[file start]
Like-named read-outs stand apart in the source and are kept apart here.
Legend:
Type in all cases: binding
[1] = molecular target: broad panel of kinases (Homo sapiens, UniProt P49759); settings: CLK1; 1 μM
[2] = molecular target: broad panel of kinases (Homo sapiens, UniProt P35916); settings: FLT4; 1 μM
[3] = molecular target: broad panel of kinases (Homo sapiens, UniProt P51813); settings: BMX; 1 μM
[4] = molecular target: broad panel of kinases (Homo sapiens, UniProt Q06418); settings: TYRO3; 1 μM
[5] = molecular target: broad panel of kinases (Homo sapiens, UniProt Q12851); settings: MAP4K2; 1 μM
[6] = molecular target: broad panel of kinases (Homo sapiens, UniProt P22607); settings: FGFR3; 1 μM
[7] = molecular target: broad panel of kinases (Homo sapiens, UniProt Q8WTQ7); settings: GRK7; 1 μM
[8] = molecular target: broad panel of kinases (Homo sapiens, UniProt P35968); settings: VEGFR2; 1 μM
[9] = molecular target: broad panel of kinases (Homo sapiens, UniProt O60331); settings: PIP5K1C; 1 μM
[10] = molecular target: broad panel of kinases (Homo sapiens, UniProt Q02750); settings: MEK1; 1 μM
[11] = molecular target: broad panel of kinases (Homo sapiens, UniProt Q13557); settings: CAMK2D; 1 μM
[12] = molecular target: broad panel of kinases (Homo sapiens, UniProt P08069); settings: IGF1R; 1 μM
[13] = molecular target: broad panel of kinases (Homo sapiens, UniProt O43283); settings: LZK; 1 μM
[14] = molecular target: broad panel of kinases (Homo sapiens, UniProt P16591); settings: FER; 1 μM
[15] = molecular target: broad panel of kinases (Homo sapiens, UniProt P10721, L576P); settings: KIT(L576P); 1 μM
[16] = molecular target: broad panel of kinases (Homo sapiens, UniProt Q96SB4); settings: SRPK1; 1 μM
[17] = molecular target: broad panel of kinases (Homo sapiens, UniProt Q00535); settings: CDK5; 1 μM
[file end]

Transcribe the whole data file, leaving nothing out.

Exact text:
Like-named read-outs stand apart in the source and are kept apart here.
Legend:
Type in all cases: binding
[1] = molecular target: broad panel of kinases (Homo sapiens, UniProt P49759); settings: CLK1; 1 μM
[2] = molecular target: broad panel of kinases (Homo sapiens, UniProt P35916); settings: FLT4; 1 μM
[3] = molecular target: broad panel of kinases (Homo sapiens, UniProt P51813); settings: BMX; 1 μM
[4] = molecular target: broad panel of kinases (Homo sapiens, UniProt Q06418); settings: TYRO3; 1 μM
[5] = molecular target: broad panel of kinases (Homo sapiens, UniProt Q12851); settings: MAP4K2; 1 μM
[6] = molecular target: broad panel of kinases (Homo sapiens, UniProt P22607); settings: FGFR3; 1 μM
[7] = molecular target: broad panel of kinases (Homo sapiens, UniProt Q8WTQ7); settings: GRK7; 1 μM
[8] = molecular target: broad panel of kinases (Homo sapiens, UniProt P35968); settings: VEGFR2; 1 μM
[9] = molecular target: broad panel of kinases (Homo sapiens, UniProt O60331); settings: PIP5K1C; 1 μM
[10] = molecular target: broad panel of kinases (Homo sapiens, UniProt Q02750); settings: MEK1; 1 μM
[11] = molecular target: broad panel of kinases (Homo sapiens, UniProt Q13557); settings: CAMK2D; 1 μM
[12] = molecular target: broad panel of kinases (Homo sapiens, UniProt P08069); settings: IGF1R; 1 μM
[13] = molecular target: broad panel of kinases (Homo sapiens, UniProt O43283); settings: LZK; 1 μM
[14] = molecular target: broad panel of kinases (Homo sapiens, UniProt P16591); settings: FER; 1 μM
[15] = molecular target: broad panel of kinases (Homo sapiens, UniProt P10721, L576P); settings: KIT(L576P); 1 μM
[16] = molecular target: broad panel of kinases (Homo sapiens, UniProt Q96SB4); settings: SRPK1; 1 μM
[17] = molecular target: broad panel of kinases (Homo sapiens, UniProt Q00535); settings: CDK5; 1 μM